Manufacturers with complex factory layouts and geometrically complex arrangements of equipment and work cells will benefit from an additional investment in realistic 3-D modeling of parts, tooling, equipment and factories. For example, leading-edge manufacturers are employing these virtual models to program logical controllers for automation. Just as leading computer-aided software engineering (CASE) users debug software logic to find errors and improve performance, MPM users can graphically program computer numerical control (CNC) and programmable logic controller (PLC) code and step through sequences of manufacturing operations in a virtual environment. Accurate 3-D modeling assists them in detecting potential part, equipment, tooling and fixturing collisions. This can save substantial debugging on the factory floor. Visualization environments enable greater understanding of manufacturing implications of design choices across a broad audience, spanning technical professionals and business executives. The ability to reuse the 3-D models and simulation results for future manufacturing process planning suggests that manufacturers can continuously improve their performance by creating updated simulations, in addition to reducing ECOs because the models and data can be reused. The most sophisticated users will employ virtual humanoid models to understand the ergonomics of human activities to assess the range of human motions and the potential for injury.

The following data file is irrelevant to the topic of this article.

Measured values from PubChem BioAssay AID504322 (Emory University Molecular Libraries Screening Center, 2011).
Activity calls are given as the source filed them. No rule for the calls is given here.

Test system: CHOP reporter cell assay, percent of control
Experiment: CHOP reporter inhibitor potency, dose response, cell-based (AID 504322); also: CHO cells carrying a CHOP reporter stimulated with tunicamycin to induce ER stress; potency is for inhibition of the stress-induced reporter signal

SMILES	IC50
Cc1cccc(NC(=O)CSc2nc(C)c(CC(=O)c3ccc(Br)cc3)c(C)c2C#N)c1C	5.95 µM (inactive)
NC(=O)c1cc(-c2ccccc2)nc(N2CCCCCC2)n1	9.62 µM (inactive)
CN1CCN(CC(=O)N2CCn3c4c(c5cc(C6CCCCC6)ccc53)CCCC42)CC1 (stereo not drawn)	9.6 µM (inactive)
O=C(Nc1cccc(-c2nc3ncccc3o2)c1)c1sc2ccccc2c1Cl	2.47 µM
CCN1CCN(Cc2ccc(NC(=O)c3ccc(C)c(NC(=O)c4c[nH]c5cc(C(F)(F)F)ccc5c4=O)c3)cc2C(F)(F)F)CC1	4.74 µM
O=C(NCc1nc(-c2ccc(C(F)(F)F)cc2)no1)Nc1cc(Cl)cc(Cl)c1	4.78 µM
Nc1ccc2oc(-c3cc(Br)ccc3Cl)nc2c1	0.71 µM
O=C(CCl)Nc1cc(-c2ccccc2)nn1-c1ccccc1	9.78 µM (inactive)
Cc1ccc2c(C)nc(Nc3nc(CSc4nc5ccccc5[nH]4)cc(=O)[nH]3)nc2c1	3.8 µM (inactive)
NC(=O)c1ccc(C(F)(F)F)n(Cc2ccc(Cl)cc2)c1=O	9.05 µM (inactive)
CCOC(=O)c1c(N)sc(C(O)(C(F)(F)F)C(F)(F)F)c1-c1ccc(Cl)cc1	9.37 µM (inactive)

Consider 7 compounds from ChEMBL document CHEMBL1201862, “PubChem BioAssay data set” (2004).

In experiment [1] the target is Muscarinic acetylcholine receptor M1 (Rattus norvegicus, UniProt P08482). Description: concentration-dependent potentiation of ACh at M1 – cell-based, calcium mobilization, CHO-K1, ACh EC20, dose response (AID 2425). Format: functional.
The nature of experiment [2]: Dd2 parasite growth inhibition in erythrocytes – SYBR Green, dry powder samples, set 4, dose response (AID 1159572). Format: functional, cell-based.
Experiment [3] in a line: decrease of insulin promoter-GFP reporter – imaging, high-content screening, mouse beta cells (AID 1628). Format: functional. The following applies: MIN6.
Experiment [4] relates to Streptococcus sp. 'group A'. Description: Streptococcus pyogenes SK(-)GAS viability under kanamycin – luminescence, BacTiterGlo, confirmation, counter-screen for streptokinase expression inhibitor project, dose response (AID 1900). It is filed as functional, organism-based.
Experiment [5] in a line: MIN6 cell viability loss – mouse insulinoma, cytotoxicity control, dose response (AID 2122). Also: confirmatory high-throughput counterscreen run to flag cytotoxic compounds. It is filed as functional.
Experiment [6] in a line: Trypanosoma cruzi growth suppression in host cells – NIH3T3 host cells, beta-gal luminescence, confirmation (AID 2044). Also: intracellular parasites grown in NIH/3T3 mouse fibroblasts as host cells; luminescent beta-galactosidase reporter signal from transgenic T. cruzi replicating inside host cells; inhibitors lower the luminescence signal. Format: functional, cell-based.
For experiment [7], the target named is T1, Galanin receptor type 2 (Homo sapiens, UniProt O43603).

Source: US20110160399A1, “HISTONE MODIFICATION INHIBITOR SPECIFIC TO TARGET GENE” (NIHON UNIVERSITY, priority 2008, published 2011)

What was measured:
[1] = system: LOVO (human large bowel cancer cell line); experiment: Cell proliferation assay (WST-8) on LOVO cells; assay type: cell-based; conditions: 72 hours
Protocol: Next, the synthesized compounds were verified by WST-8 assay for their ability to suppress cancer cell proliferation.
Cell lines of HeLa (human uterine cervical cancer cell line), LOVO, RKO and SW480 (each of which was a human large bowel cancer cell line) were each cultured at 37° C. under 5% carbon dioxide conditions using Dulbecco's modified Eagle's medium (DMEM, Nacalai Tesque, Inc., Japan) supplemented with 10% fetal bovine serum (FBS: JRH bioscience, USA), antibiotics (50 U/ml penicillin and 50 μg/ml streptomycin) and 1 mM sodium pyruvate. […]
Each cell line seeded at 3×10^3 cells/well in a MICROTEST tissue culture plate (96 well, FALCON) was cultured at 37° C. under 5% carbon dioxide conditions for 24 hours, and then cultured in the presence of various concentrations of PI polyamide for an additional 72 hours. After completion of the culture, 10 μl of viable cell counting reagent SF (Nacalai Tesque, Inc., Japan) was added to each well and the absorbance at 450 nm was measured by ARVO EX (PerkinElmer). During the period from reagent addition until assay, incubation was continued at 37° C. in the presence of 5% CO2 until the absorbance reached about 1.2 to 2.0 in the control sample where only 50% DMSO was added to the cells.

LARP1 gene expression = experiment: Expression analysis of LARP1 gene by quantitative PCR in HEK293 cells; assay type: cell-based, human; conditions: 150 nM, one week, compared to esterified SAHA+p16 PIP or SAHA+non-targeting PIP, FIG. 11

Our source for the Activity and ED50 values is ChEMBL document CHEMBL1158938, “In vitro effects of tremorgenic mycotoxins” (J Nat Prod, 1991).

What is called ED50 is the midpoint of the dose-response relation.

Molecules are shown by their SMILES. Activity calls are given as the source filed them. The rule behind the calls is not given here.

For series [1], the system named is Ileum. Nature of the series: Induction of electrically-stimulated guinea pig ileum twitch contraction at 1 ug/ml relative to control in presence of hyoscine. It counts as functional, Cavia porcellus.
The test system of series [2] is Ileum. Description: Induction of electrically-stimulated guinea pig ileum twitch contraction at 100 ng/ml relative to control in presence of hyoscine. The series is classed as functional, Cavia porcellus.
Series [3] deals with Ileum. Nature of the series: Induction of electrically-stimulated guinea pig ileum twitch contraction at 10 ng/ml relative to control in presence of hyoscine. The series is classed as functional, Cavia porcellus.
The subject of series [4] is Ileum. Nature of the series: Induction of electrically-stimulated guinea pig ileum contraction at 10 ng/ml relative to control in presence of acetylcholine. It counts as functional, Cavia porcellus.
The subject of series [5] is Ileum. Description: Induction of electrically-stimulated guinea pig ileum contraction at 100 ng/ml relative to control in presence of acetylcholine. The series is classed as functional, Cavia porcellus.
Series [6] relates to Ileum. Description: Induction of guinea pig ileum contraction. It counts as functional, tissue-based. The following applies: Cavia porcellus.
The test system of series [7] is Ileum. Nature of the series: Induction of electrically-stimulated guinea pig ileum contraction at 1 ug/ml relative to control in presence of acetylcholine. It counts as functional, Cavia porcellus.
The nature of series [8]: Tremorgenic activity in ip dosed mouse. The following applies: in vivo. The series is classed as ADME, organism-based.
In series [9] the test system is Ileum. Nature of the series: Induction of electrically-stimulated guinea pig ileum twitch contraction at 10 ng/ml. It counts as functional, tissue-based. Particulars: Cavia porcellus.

Process manufacturers in industries such as oil, chemicals, packaged foods and personal care goods can also benefit from MPM. They employ MPM to design manufacturing operations to scale up from formulations on laboratory workbench processes to adjusted processes and formulations needed for full production. Manufacturers can design and simulate plants, plant operations, ergonomics of human activities, and material flows; estimate costs; and evaluate the consistency of quality for finished products. In bulk process industries such as chemicals and petroleum refining, such simulation, modeling and costing software is much more mature than in discrete manufacturing. The constant need to optimize processes has led to the development of sophisticated, mathematically based simulation tools for process modeling that are linked to costing and physical design applications. Aspen Technology is one of the key vendors providing MPM support for process manufacturers.